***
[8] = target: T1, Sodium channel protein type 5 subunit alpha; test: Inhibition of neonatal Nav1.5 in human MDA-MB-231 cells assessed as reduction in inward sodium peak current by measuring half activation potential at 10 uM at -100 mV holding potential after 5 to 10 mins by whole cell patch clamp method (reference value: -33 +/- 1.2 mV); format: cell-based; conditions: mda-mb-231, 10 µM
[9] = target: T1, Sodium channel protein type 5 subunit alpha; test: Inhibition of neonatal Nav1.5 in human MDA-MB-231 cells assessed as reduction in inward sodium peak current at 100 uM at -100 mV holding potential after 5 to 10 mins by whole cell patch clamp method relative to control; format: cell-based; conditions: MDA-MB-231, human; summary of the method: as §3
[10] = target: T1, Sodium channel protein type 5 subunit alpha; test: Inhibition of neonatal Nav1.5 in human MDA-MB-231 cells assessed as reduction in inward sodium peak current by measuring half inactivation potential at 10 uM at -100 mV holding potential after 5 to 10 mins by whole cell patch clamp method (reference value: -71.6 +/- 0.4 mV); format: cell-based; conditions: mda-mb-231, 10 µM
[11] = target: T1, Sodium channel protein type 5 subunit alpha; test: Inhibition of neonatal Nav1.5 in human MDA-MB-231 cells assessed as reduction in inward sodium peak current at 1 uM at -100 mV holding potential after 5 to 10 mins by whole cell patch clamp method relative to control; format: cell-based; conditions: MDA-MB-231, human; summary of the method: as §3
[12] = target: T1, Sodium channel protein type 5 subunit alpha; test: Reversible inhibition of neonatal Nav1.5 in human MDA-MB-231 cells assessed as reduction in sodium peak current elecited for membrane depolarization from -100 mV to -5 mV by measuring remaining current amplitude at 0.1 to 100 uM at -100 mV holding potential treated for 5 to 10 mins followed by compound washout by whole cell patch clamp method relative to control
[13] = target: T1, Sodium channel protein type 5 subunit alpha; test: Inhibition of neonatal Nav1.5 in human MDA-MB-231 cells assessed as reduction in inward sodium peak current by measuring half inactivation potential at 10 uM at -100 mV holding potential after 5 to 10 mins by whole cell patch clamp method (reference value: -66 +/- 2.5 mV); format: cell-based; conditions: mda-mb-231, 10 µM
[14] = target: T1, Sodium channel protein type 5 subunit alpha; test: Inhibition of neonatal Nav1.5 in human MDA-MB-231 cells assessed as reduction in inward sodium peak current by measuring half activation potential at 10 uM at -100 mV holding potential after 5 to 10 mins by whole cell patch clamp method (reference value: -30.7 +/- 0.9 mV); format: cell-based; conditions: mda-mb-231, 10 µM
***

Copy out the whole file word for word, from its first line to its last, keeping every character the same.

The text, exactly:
[8] = target: T1, Sodium channel protein type 5 subunit alpha; test: Inhibition of neonatal Nav1.5 in human MDA-MB-231 cells assessed as reduction in inward sodium peak current by measuring half activation potential at 10 uM at -100 mV holding potential after 5 to 10 mins by whole cell patch clamp method (reference value: -33 +/- 1.2 mV); format: cell-based; conditions: mda-mb-231, 10 µM
[9] = target: T1, Sodium channel protein type 5 subunit alpha; test: Inhibition of neonatal Nav1.5 in human MDA-MB-231 cells assessed as reduction in inward sodium peak current at 100 uM at -100 mV holding potential after 5 to 10 mins by whole cell patch clamp method relative to control; format: cell-based; conditions: MDA-MB-231, human; summary of the method: as §3
[10] = target: T1, Sodium channel protein type 5 subunit alpha; test: Inhibition of neonatal Nav1.5 in human MDA-MB-231 cells assessed as reduction in inward sodium peak current by measuring half inactivation potential at 10 uM at -100 mV holding potential after 5 to 10 mins by whole cell patch clamp method (reference value: -71.6 +/- 0.4 mV); format: cell-based; conditions: mda-mb-231, 10 µM
[11] = target: T1, Sodium channel protein type 5 subunit alpha; test: Inhibition of neonatal Nav1.5 in human MDA-MB-231 cells assessed as reduction in inward sodium peak current at 1 uM at -100 mV holding potential after 5 to 10 mins by whole cell patch clamp method relative to control; format: cell-based; conditions: MDA-MB-231, human; summary of the method: as §3
[12] = target: T1, Sodium channel protein type 5 subunit alpha; test: Reversible inhibition of neonatal Nav1.5 in human MDA-MB-231 cells assessed as reduction in sodium peak current elecited for membrane depolarization from -100 mV to -5 mV by measuring remaining current amplitude at 0.1 to 100 uM at -100 mV holding potential treated for 5 to 10 mins followed by compound washout by whole cell patch clamp method relative to control
[13] = target: T1, Sodium channel protein type 5 subunit alpha; test: Inhibition of neonatal Nav1.5 in human MDA-MB-231 cells assessed as reduction in inward sodium peak current by measuring half inactivation potential at 10 uM at -100 mV holding potential after 5 to 10 mins by whole cell patch clamp method (reference value: -66 +/- 2.5 mV); format: cell-based; conditions: mda-mb-231, 10 µM
[14] = target: T1, Sodium channel protein type 5 subunit alpha; test: Inhibition of neonatal Nav1.5 in human MDA-MB-231 cells assessed as reduction in inward sodium peak current by measuring half activation potential at 10 uM at -100 mV holding potential after 5 to 10 mins by whole cell patch clamp method (reference value: -30.7 +/- 0.9 mV); format: cell-based; conditions: mda-mb-231, 10 µM